Priscilla & Aquila: when and where?

Sometimes I write in order to process thoughts.  Spoiler alert:  my current answer to a question I’m pondering is “we don’t know.”

In the process of reading and considering the account of Corinth in Acts 18, someone raised this question:  Were Priscilla and Aquila already Christians, or possibly still Jews, when Paul met them in Corinth?   I thought about it a little more, and I think it’s a good question, so I have a few thoughts about it.  But first, the text:

After this, he left Athens and went to Corinth, where he found a Jewish man named Aquila, a native of Pontus, who had recently come from Italy with his wife Priscilla because Claudius had ordered all the Jews to leave Rome. Paul came to them, and being of the same occupation, stayed with them and worked, for they were tentmakers by trade.  He reasoned in the synagogue every Sabbath and tried to persuade both Jews and Greeks. (Acts 18:1-4, HCSB)

So, we have Paul arriving in Corinth, a major city, where the duo, Aquila and Priscilla, had already set up shop.

The expulsion of the Jews from Rome by the emperor is mentioned.

Aquila is identified text as a Jew.

Priscilla is not identified as a Jew, but it would be reasonable to assume she was also, at that point, and in at least the ethnic-heritage sense.  On the other hand, it has been noted that, later in Acts 18, as well as in Rom 16:3 and in 2Tim 4, her name appears first, and she might have been more articulate and/or more advanced in Christian faith.  It’s therefore easy for me to imagine that, in Corinth, she was ahead of her husband faith-wise.

Were both Aquila and Priscilla Jewish by faith when Paul met them, or were they already Christian?

Could Prisca/Priscilla (the latter form is diminutive, nicknamey) have been moving in/toward Christian faith while still in Rome, with Aquila lagging behind?

Could Paul have easily latched onto this pair (with whom he shared a trade learned while he was a Jew) while they were both yet Jewish in faith?

Now, for some context.  I wondered whether the Acts text hints one way or the other.  I perceive these items highlighting the Jewish faith in Acts 18:

  • mention of the Jews’ having left Rome
  • focus on the synagogue and its leaders

In addition, the occurrences in Ephesus—immediately subsequent in Acts, and the first, involving these same two people—involve not one, but two spotlights on “partial knowledge.”  Partial knowledge is just what a Jew-before-faith-in-Jesus has, so perhaps there is a contextual hint there that Priscilla and Aquila had partial faith as Paul (and we) meet them, too.

This larger scriptural context may or may not shed much light on the early days in Corinth, but it does make me muse a little . . . maybe ol’ Aquila, at least, wasn’t fully Christian until after Paul had been in Corinth a few months (see 18:11).  Or maybe both of them weren’t full-believers yet.  With hindsight, and with observations of historical progressions and patterns based on other sources, we might develop an opinion one way or the other.  Luke’s first audiences probably would not have been able to do that.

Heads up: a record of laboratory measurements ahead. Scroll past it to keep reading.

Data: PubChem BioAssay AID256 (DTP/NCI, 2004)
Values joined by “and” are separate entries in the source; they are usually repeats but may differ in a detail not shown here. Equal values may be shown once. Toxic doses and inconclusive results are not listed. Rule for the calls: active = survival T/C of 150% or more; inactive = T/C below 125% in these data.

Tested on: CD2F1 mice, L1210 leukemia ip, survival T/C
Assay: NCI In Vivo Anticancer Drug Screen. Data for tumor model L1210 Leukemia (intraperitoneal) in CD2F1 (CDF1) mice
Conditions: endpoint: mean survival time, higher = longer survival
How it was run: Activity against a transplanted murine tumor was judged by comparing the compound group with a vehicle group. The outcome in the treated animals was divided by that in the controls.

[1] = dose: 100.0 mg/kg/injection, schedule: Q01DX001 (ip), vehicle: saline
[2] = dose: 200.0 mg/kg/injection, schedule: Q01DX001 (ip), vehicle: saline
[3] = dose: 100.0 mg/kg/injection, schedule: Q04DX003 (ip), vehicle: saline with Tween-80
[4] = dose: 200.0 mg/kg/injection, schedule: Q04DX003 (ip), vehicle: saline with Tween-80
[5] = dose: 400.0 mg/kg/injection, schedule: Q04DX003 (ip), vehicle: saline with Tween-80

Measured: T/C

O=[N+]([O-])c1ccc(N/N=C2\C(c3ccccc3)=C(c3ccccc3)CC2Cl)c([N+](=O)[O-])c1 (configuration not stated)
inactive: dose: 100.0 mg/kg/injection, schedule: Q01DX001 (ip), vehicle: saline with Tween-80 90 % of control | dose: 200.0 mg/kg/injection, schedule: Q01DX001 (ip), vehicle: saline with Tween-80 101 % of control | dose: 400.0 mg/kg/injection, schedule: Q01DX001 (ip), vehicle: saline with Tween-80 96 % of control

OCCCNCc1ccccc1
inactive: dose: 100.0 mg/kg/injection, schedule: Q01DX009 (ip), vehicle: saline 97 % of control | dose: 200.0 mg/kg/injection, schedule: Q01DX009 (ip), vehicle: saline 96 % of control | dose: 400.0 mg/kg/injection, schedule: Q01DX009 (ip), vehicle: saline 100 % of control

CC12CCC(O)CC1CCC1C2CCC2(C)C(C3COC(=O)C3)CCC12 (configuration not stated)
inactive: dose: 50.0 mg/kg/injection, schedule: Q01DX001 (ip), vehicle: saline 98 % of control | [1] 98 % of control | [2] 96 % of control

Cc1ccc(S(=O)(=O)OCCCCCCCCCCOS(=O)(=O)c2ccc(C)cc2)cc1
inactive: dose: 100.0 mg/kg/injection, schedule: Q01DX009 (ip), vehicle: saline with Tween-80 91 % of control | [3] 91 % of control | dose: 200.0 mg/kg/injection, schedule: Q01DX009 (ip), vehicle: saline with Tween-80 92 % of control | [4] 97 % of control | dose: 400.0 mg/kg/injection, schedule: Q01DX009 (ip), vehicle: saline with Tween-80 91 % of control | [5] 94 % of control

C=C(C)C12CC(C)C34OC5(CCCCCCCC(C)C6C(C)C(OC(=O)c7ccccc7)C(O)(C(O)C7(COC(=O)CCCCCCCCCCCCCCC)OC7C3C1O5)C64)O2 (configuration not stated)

Both historical and textual sources leave me wondering.  The answer is probably a flat “We don’t know when A & P became Christian.”  Now, the next question is “Does this matter, and if so, why?”

I think it matters because
Investigative questions like this are interesting.  Personally, I both need and want this kind of stimulation.  Many others of you are also interested in this kind of thing, I know.  It could very well be that this matter has already been well researched via historiographical, archaeological, and textual data, and my “answer” herein may be proven lacking.  Although I am attempting to bring exegetically based reasoning to bear here, I know virtually nothing of archaeology, and I haven’t even thoroughly considered the little I do know of early Christian history in the 40s and 50s.  Most of what I’ve written above is speculative and perhaps not much more than “interesting.”

But it also matters because
One of the pervasive themes of Acts is the spread of the Christian message outward from Jerusalem and Jews, showing The Way’s progression from being a Jewish-originated sect to being a world-altering faith-group.  Maybe the stories of Aquila and Priscilla—and Apollos, too—serve as part of the larger picture of motion from Jew to Greek, and from Jews who didn’t believe in Jesus as Messiah to some (e.g., Crispus the synagogue-presider, 18:8), who came to believe in Him.

Questions like this matter because it causes us to come face to face with the chronological and geographical realities that shaped the early Christian movement.

B. Casey, 1/7/16

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